Film poster for RIPDThere are many reasons that R.I.P.D. (Rest in Peace Department), the Dark Horse limited edition comic-based film died a dismal death on screen and Jeff Bridges announced that the “suits” screwed the whole thing up after the movie got panned universally and was even compared at one point to Howard the Duck. Critic Roger Moore also blasted the film and called it the worst comic book adaptation since Jonah Hex.

Ouch.

A trifle unfair of Moore as at least R.I.P.D. did not have Megan Fox in it. Although the film is a stinker overall despite having a good cast to work with. Starring Jeff Bridges, Ryan Reynolds, Mary Louise Parker, Kevin Bacon and Stephanie Szostak the film should have entertained with so much talent shoved into one film.

Directed by Richard Schwentke (RED, Insurgent) the film confuses more than it entertains and spends far too much time on the James Hong, Marisa Miller gag which appears to be a lift from Dead Like Me where the returned deceased look different from when they were alive. Having said that, the joke could have been used to much better effect with a little more emphasis on the interaction of the two “avatars.”

The comic book, published by Dark Horse Comics; who published, amongst other cult favorites, Hellboy and Sin City, ran for four issues. Not unusual for the comic publisher who seems to specialize in “one-offs” and limited editions of comics. In the comic, the joke includes the fact that Nick Cruz and Roy’s big boss is indeed “God” and that there is a heaven and a hell. While the film skirts around this issue by referring to “judgement” and they mention hell, Nick’s old partner Bobby Hayes (Bacon) mentions that he refuses to go there, the big boss thing aka, God, is shuffled off to the side.

*To be fair, however, I have never read the comics and apart from the odd synopsis of the short-lived series, can only guess at the “God angle,” although it does seem that this was part and parcel of the wry tongue-in-cheek delivery of the comic.*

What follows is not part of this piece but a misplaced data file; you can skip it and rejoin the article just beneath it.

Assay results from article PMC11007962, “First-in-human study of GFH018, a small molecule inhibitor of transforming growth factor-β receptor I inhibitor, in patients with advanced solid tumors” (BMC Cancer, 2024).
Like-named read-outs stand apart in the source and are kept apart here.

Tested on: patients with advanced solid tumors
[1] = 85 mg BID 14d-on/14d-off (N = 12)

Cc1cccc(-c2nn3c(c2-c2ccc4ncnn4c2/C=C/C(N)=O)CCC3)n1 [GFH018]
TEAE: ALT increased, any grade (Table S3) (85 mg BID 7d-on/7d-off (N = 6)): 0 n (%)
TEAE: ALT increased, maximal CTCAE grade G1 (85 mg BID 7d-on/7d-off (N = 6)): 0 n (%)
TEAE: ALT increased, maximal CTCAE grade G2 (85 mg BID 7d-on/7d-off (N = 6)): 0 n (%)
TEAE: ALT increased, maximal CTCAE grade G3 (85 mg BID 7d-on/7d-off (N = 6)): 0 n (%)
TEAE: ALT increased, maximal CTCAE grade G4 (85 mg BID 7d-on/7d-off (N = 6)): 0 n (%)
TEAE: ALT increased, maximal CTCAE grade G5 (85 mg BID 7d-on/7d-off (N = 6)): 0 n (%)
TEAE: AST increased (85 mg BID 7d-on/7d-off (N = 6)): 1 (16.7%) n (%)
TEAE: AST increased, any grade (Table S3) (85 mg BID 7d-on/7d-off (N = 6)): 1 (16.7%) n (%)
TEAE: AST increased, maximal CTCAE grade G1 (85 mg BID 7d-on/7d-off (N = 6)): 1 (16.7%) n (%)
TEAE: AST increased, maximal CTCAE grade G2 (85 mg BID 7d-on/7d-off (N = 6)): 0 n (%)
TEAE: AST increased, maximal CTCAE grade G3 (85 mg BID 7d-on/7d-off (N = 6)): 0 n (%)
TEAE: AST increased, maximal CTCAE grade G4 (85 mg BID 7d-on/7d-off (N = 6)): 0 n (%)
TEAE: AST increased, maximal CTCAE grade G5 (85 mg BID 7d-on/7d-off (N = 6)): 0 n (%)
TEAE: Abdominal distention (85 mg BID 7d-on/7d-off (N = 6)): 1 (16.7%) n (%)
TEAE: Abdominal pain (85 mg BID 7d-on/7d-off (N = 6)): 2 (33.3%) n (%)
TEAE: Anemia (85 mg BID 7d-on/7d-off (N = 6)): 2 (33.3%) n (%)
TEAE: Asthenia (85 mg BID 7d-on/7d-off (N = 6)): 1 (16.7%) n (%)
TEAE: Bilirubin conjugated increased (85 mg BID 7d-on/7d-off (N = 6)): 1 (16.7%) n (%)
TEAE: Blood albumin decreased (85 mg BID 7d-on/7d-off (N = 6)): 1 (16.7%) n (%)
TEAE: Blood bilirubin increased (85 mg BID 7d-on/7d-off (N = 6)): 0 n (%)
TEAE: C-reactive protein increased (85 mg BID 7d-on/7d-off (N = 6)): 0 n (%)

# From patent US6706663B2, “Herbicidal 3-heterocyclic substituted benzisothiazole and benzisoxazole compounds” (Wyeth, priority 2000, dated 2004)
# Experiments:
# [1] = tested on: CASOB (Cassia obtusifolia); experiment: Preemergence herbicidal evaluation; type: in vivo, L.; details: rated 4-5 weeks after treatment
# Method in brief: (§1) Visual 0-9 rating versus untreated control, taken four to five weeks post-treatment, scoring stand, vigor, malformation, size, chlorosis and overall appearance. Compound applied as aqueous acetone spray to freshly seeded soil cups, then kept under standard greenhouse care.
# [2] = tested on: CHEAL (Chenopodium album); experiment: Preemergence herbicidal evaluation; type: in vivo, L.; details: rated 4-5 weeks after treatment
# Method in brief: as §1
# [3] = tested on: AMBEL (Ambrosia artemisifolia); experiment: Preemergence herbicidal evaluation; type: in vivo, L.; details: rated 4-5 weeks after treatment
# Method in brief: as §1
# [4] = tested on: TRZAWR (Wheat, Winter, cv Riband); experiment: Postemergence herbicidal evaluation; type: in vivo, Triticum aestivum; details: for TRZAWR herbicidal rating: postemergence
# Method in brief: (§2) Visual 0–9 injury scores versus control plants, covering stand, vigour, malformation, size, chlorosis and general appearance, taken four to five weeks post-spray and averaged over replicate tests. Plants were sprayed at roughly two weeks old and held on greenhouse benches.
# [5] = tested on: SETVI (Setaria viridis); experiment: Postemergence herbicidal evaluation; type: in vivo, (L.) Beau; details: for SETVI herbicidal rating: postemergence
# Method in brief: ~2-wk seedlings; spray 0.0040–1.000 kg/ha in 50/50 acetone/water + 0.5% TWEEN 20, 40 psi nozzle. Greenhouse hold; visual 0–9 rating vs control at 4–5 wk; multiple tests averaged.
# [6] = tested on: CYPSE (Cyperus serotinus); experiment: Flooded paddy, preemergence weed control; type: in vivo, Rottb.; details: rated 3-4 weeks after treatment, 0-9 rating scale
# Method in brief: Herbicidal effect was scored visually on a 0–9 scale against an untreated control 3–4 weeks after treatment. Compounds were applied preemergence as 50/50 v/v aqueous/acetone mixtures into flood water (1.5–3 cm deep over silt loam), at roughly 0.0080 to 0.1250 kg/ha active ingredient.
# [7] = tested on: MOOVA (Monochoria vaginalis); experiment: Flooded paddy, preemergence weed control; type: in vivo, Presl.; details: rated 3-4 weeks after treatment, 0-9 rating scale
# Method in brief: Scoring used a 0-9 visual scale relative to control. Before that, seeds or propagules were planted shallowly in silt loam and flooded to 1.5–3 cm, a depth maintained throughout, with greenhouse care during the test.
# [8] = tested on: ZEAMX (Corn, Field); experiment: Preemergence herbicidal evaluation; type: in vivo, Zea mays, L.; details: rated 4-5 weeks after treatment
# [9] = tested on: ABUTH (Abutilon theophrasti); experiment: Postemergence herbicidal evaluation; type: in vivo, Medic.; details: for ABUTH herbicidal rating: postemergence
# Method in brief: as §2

The plot of the film, which apparently does follow the comic’s main premise, has Nick Cruz being killed, although in the Dark Horse publication he does not know who killed him and in the film Nick knows his crooked partner did him in.

*A major complaint that I had with the film was the whole “shot in the face” schtick that is mentioned several times in the movie and the scene where Reynolds as Cruz is pumped full of lead, not one of the bullets hits him in the face. Was this considered too graphic or horrid for the film’s PG-13 rating or just on oversight?*

Watching the film one cannot help but have a sort of Deja Vu feeling. It is not too dissimilar to Last Action Hero; the Arnold Schwarzenegger hodgepodge where the comedy made no real sense, such as the inclusion of a cartoon cat as cop, and the producers used a “kitchen sink” approach to the comedic mix. R.I.P.D. feels much the same. The biggest difference between the two films is reception, Roger Ebert actually admitted to liking parts of the Schwarzenegger film.

It should be pointed out that Bridges got a chance to pay respect to his late father Lloyd Bridges with a visual lifted straight from Airplane!. Father Lloyd played a character named McCroskey in the 1980 film who had “picked the wrong time” to stop a number of things, including sniffing glue. At one point in the hysterically funny film, Bridges Senior has a close up of his wildly smiling face and his hair is standing straight up. The camera repositions and the audience can see that McCroskey is upside down. Jeff Bridges replicates that shot as his Sheriff Roy hangs upside down under a building overhang holding a rope attached to a “dead-o.” Complete with wild smile and long hair dangling Bridges does the shot, although without the camera repositioning.

R.I.P.D. iS just not as entertaining as it could have been. The lack of direction, the kitchen sink attitude towards its comedy and the missing coherency hurts the film overall. Bridges and Reynolds fail to mesh as the former seems to be channeling his Rooster Cogburn and the latter plays it all too serious. The two styles never quite fit together.

Watching the film, I kept wanting to see more of Miller and Hong in action and wondered how Mary Louise Parker could still look so young and attractive. This is a 2 out of 5 star film with little to recommend it except for the presence of the beautiful Parker and Szostak who each brighten up the film with their performances. The chaps in the movie are never really given a chance to shine.

Sorry fellas.

While the film is not really Howard the Duck dressed as Jonah Hex, it is a curious blend of both these misbegotten films where direction and focus were both lost by those making the film and the actors never stood a chance. Wait for this one to show up on telly.

10 June 2015

Michael Knox-Smith